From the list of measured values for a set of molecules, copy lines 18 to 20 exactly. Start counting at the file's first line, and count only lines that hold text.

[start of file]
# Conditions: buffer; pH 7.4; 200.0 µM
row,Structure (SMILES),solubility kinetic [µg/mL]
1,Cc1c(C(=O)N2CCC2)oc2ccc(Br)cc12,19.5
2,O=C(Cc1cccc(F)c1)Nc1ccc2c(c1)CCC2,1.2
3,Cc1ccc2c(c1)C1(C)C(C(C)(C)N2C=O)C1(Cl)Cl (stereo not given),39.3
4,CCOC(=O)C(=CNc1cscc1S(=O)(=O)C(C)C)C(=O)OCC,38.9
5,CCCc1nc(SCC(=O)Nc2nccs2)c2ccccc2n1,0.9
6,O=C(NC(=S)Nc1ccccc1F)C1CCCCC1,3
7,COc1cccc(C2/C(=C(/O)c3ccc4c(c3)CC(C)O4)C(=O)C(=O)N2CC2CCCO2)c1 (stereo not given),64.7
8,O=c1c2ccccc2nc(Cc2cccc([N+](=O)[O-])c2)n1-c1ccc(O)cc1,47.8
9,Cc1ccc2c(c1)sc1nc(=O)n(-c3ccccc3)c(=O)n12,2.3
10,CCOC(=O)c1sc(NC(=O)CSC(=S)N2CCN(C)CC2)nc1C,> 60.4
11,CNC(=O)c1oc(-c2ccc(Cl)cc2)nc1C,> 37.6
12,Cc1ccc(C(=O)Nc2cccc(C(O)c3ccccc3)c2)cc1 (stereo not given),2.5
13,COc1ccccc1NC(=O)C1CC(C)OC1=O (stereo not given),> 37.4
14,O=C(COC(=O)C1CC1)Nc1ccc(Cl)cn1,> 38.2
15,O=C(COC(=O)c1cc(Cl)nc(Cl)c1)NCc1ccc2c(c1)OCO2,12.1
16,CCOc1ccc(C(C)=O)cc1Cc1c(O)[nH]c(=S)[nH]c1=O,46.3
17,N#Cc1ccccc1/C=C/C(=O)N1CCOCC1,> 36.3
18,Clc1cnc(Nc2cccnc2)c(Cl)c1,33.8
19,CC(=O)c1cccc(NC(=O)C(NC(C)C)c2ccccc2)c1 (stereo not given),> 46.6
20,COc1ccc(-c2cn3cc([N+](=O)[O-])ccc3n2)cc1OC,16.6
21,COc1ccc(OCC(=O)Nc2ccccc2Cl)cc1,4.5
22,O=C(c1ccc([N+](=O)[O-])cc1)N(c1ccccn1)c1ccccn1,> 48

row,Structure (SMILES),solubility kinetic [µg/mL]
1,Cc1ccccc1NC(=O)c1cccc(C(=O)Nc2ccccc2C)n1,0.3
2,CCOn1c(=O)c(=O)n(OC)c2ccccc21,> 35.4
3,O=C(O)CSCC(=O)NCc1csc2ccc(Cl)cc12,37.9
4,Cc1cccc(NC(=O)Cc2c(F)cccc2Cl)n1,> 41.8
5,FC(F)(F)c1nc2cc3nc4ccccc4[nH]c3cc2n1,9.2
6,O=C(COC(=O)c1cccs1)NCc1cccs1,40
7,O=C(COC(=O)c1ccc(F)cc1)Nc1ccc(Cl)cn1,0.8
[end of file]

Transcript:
16,CCOc1ccc(C(C)=O)cc1Cc1c(O)[nH]c(=S)[nH]c1=O,46.3
17,N#Cc1ccccc1/C=C/C(=O)N1CCOCC1,> 36.3
18,Clc1cnc(Nc2cccnc2)c(Cl)c1,33.8